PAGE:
I love to observe societal processes, today and in times long past. Having begun from afar, by acquiring a doctorate in history from Cambridge, I have gradually worked my way to studying the public life of my society, looking for solutions to policy problems and major attitude shifts. Since 2004, I work at the Centre for Public Policy PROVIDUS in Riga, because this is a place where I can indulge my passion for controversy.
An ardent individualist, I do not shun disagreement with the majority. Authority is my greatest allergy. So far I have not discovered a person with whose opinion I am disinclined to argue - with the important exception of my two cats, Tullius Philip and Gareth.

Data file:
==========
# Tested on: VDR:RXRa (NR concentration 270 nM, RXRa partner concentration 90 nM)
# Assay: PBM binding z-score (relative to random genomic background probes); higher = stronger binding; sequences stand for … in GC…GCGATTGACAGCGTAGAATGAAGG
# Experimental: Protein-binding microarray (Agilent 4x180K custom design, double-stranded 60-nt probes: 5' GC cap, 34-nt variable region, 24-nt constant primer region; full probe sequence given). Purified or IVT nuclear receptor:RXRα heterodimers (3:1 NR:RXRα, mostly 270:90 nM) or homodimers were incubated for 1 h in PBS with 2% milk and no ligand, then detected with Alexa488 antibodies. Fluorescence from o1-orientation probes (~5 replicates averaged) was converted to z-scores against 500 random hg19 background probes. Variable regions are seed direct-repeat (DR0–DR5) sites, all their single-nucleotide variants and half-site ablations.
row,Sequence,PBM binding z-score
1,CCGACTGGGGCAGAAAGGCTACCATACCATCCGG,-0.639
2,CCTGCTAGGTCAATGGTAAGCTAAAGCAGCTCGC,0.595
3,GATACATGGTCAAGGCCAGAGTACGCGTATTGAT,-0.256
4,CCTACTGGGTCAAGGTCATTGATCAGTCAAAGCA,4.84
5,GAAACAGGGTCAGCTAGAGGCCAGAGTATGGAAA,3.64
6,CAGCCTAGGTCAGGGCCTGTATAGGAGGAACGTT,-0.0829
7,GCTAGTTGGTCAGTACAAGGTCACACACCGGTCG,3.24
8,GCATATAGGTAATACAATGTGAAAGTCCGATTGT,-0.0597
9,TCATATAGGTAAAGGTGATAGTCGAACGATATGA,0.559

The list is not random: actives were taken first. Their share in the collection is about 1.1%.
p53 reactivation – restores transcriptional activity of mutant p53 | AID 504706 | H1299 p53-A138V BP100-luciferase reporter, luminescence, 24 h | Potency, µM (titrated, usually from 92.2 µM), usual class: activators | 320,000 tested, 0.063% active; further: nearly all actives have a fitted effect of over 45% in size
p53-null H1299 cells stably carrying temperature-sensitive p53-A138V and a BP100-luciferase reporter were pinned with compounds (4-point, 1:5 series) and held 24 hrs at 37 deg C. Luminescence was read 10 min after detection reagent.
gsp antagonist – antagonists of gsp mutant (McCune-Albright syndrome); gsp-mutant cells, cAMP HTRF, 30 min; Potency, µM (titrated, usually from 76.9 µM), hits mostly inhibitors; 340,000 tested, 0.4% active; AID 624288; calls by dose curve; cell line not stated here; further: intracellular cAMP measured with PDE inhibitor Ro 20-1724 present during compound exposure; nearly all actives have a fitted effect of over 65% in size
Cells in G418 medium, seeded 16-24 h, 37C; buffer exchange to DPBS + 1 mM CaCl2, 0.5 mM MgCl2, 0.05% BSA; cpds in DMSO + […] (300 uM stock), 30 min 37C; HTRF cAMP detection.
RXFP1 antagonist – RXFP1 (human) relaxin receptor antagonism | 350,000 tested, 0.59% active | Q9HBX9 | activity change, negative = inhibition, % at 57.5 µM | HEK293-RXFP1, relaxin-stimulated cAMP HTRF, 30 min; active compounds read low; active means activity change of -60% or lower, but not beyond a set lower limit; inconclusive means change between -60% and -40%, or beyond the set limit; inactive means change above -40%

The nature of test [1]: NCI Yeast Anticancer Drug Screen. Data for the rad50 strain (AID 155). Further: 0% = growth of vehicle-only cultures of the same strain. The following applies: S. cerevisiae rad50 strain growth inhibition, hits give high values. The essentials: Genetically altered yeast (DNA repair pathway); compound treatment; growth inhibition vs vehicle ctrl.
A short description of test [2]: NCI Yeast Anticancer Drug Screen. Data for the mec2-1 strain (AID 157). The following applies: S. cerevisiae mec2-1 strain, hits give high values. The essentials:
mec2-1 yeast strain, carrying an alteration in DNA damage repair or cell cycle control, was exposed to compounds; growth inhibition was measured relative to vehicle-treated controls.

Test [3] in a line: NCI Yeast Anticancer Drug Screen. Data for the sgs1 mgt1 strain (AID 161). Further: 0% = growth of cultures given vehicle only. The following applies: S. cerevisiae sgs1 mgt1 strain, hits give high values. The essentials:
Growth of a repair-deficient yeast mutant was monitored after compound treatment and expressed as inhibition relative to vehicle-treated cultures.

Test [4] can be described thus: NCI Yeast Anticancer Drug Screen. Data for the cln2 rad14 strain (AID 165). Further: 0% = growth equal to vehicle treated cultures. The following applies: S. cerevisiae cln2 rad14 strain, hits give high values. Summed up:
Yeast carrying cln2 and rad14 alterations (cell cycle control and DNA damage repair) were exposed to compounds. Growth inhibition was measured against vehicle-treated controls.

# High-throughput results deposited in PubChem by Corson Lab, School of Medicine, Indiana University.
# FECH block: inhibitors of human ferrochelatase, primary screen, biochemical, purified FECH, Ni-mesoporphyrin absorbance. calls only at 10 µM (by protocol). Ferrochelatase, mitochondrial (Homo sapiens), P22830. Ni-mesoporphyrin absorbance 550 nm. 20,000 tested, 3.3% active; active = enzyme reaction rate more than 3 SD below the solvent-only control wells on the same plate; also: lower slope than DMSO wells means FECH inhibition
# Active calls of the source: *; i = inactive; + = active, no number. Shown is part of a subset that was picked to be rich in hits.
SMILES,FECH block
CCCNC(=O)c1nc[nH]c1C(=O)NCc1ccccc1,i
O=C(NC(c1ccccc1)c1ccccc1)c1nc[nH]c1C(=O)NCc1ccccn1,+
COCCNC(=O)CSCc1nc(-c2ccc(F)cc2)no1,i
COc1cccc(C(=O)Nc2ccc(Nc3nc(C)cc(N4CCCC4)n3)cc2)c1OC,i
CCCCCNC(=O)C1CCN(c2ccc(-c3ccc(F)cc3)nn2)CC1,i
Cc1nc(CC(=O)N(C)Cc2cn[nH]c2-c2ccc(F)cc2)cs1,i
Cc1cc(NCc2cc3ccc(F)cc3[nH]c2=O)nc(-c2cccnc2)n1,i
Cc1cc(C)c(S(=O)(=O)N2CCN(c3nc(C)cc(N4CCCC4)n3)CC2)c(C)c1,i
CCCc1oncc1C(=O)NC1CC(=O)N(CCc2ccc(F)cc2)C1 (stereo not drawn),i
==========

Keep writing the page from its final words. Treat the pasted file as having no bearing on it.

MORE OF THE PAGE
This week I was at a seminar where representatives of government institutions responsible for the integration of migrants in EU countries presented their ideas on the symbolic aspects of citizenship and the content of common values. The topic sounded interesting, and I have to confess I expected a genuine discussion on what makes up the core of democratic citizenship and related values in our societies, and how governments could strengthen the appeal of civic participation for recent migrants. The discussion, however, turned out to be about vastly different issues. Lasi